airport_transferbarbathtubbusiness_facilitieschild_activitieschildcareconnecting_roomcribsfree_wifigymhot_tubinternetkitchennon_smokingpetpoolresturantski_in_outski_shuttleski_storagesmoking_areaspastar
Explore your world
Cancel
Museum Boijmans Van Beuningen | © Šarūnas Burdulis / Flickr
Museum Boijmans Van Beuningen | © Šarūnas Burdulis / Flickr

The 6 Best Museums to Visit in Rotterdam

Picture of Tom Coggins
Updated: 26 May 2017
Discovering awesome cultural experiences in Rotterdam is rarely difficult, partly thanks to the high concentration of excellent museums and galleries within the city. Many of these museums feature items drawn from Rotterdam’s fascinating history or preserve other invaluable objects related to international culture or science. Read on to discover more.

Museum Boijmans Van Beuningen

Rotterdam’s largest art museum dates back to 1849 and originally housed Jacob Boijmans Van Beuningen’s vast collection of paintings. Although many of these items were destroyed by a fire in 1864, the museum continued to renew its collection and has since added an impressive number of modern artworks to its archives including work by Salvador Dalí, Claude Monet and Vincent van Gogh.

📍Museum Boijmans van Beuningen, Museumpark 18, Rotterdam +31 10 441 9400

Museum Boijmans Van Beuningen | © K. Siereveld / WikiCommons

Kunsthal

Unlike most museums, Rotterdam’s Kunsthal doesn’t actually possess a permanent collection and instead exclusively concentrates on temporary exhibitions in order to highlight contemporary developments within the art world or showcase under appreciated artwork. As the institute organises around 20 exhibitions per year, it is easily among the most active art museums in the world.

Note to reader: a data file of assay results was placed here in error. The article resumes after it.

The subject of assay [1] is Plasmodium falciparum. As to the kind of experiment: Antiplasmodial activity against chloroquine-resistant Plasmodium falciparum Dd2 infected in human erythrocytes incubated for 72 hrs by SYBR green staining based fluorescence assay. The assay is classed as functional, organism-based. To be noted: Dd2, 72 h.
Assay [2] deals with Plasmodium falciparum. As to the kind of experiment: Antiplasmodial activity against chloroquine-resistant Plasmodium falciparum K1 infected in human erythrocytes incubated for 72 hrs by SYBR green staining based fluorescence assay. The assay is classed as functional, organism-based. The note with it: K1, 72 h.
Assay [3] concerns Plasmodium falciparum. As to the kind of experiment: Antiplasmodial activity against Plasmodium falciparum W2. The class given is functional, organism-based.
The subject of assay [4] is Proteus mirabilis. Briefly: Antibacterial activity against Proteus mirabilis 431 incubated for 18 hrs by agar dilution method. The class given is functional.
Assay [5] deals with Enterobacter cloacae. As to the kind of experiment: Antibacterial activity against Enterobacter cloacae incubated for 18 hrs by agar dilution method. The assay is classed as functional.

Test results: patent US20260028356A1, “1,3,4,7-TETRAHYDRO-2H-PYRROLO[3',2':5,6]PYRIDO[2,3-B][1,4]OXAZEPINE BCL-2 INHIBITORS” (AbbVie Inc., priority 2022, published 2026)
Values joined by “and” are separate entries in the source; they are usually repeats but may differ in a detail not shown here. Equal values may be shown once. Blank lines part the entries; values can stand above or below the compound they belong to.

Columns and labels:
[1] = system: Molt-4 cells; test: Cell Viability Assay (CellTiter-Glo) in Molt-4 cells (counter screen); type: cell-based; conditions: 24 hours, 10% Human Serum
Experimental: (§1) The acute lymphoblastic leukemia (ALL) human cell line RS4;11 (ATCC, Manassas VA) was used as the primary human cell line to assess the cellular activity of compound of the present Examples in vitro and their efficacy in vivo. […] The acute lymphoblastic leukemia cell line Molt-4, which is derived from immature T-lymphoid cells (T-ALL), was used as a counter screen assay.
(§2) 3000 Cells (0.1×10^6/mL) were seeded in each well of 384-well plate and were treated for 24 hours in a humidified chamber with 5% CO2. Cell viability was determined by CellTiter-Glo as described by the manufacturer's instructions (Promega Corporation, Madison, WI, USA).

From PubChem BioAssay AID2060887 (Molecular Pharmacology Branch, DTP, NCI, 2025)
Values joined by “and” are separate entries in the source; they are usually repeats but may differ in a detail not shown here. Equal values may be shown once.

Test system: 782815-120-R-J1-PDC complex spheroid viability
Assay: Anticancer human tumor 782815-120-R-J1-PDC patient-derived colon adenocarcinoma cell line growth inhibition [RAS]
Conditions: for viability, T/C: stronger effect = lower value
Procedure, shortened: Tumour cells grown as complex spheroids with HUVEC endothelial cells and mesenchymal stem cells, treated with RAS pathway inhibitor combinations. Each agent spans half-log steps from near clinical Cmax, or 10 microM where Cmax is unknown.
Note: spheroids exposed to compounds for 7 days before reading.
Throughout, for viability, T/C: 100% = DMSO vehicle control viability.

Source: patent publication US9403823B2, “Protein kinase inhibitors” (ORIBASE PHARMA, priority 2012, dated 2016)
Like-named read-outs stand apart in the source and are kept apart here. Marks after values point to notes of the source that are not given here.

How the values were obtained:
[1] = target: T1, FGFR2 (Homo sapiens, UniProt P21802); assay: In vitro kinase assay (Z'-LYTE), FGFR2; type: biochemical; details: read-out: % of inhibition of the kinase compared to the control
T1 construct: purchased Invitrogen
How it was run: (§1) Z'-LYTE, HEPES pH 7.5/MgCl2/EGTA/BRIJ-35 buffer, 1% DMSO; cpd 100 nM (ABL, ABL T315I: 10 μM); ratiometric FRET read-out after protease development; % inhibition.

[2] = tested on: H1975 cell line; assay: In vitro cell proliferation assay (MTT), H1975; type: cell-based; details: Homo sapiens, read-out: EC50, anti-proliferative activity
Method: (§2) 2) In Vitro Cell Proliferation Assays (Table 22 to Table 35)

📍 Kunsthal, Westzeedijk 341, Rotterdam +31 10 440 0300

Kijk-Kubus

Although most of Rotterdam’s iconic cube houses are currently inhabited or owned by private citizens, one of their number is open to the public and contains a small museum that is dedicated to these architectural wonders’ design and legacy. Known as de Kijk-Kubus (the Show Cube) this museum allows visitors to experience living inside the cube houses and discover more about their purpose, layout and history.

📍 Kijk-Kubus, Overblaak 70, Rotterdam +31 10 414 2285

Nederlands Fotomuseum

As its name suggests, Nederlands Fotomuseum is dedicated to the preservation of every aspect of Dutch and international photography. The museum owns over 5 million photographic objects and regularly organises temporary exhibitions in order to present its in-house collection. Over the past few decades, the museum has acquired many important artworks created by world famous photographers, including Ed van der Elsken, Henri Cartier-Bresson and Viviane Sassen.

📍 Nederlands Fotomuseum, Las Palmas, Wilhelminakade 332, Rotterdam +31 10 203 0405

Nederlands Fotomuseum | © Marco Zanferrari / Flickr

Natuurhistorisch Museum Rotterdam

Rotterdam’s natural history museum was established in 1927 and moved to its current location on Museumpark in the late 1980s. Large parts of its collection were originally owned by a local zoologist Anton Boudewijn van Deinse, who bequeathed his specimens to the museum in 1965. Currently the museum houses around 400,0000 fossils, samples and other scientific objects, including a mounted Asian elephant skeleton, known as Ramon.

📍 Natuurhistorisch Museum Rotterdam, Westzeedijk 345, Rotterdam +31 10 436 4222

Natuurhistorisch Museum Rotterdam | © G.Lanting / WikiCommons

Museum Rotterdam

This aptly titled museum collects and displays items that represent certain aspects of Rotterdam’s multifaceted history in order to preserve the city’s heritage, whilst honouring the many individuals and communities that have lived inside the city over the past millennium. The museum currently houses over 40,000 individual artefacts and regularly organises temporary exhibitions that focus on important periods, places and people from Rotterdam’s past.

📍 Museum Rotterdam, Timmerhuis, Rodezand 26, Rotterdam +31 10 217 6750

Museum Rotterdam is part of the Timmerhuis complex | © Sandra Fauconnier / WikiCommons